The Economy of Scale

You know how they set the price of something you buy at the store, right? First they do market research to see what people are willing to pay for a particular product and then they figure out if that product can be made cheaply enough to be worth bringing it to market. Isn’t that the most reasonable thing you ever heard?

Yes and no.

Let’s suppose that a designer pair of tennis shoes attached to a sports celebrity’s name should cost, in the opinion of the buying public, $200. Lovely. Please understand that if these shoes can go from design to store shelf for $100 then those shoes will be priced at retail for $200. Please also realize that if these shoes can go from design to store shelf for $1 then they will still be priced at retail for $200.

Market perception of value sets the price. And if advertising can affect that market perception then all the better.

I’m all about labor. I’m about a person doing a reasonable amount of work and making enough money to have a healthy and happy life. I used to work in a factory and the more I thought about it, the more I realized that people’s wages impact the expense of making a product very little.

Mass production has gotten extremely efficient. The basic principle with labor and wages is that the more parts you make per hour the less the expense per part. If you could make an infinite number of things per hour then no matter what amount you paid people their wage would not affect the cost of the product at all.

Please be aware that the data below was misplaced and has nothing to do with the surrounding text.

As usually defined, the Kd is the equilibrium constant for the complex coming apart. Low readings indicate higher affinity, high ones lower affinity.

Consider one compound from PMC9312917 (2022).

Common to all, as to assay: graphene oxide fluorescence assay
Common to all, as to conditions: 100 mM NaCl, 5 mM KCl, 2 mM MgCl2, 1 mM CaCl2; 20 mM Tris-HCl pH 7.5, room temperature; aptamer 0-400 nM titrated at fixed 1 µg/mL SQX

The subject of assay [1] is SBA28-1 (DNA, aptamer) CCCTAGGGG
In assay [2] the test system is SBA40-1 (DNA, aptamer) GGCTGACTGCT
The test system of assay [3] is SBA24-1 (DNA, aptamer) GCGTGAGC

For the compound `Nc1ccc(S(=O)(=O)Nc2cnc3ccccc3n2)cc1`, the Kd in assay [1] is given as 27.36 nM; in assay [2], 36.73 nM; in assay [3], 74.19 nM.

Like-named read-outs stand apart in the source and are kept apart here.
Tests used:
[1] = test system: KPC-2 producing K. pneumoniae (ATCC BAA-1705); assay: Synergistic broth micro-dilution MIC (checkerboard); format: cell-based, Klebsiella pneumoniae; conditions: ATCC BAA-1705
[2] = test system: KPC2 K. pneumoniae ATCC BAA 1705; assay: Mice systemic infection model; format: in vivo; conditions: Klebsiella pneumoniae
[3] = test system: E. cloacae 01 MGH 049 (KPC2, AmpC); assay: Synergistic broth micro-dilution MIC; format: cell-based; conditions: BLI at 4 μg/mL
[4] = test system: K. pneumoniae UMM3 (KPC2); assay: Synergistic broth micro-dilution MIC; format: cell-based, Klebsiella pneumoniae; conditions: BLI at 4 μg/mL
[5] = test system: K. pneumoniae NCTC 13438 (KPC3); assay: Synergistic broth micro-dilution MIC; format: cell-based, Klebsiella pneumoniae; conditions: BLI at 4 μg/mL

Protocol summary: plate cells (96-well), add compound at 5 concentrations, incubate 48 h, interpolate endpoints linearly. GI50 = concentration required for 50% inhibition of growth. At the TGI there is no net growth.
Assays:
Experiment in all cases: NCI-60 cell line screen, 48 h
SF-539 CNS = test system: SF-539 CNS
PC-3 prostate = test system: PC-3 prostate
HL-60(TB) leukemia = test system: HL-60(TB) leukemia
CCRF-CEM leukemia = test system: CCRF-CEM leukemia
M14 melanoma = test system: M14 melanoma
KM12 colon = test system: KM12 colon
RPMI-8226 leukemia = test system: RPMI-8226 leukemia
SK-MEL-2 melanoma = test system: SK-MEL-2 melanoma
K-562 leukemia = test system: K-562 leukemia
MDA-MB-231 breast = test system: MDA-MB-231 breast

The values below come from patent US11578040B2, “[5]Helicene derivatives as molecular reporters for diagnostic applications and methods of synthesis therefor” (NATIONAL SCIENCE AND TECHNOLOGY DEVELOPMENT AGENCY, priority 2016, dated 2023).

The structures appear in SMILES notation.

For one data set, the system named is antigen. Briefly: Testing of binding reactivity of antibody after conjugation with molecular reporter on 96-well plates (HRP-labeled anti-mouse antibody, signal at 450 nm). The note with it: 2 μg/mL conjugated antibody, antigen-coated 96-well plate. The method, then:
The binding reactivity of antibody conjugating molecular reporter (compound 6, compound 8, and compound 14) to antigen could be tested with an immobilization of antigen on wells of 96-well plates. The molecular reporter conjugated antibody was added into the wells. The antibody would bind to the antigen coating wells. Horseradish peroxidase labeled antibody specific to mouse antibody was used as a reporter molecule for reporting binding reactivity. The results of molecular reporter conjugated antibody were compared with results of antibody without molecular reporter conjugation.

So as productivity increases, the expense in wages becomes more and more insignificant. And that brings us to situations like Papa John’s Pizza and the cost of Obamacare.

To the average individual, health insurance is pretty expensive. But to a company that puts out lots of product the cost of that health insurance for an employee is almost completely ignorable. According to the big guy from Papa John’s, this Obamacare for all his employees would cost 14 cents per pizza (which is NOTHING). According to outside examiners doing the math that cost is more like 3 cents per pizza. Not only is this doable, it is an outrage to not both give employees health insurance and a nice big fat raise which would hardly impact the cost of making each pizza at all.

The problem is, while wages do not much affect the cost of efficiently mass produced products, wages are still money. And while you as a consumer are not impacted at all by the cost of wages, the net gain of lowering wages goes directly into the pockets of the people at the top of the management pyramid.

So now we know why there is such a big pissing match about wages. It is NOT about the cost of the product to the consumer, it is about executive bonuses and salaries. It is about a huge windfall of greed for those at the top.

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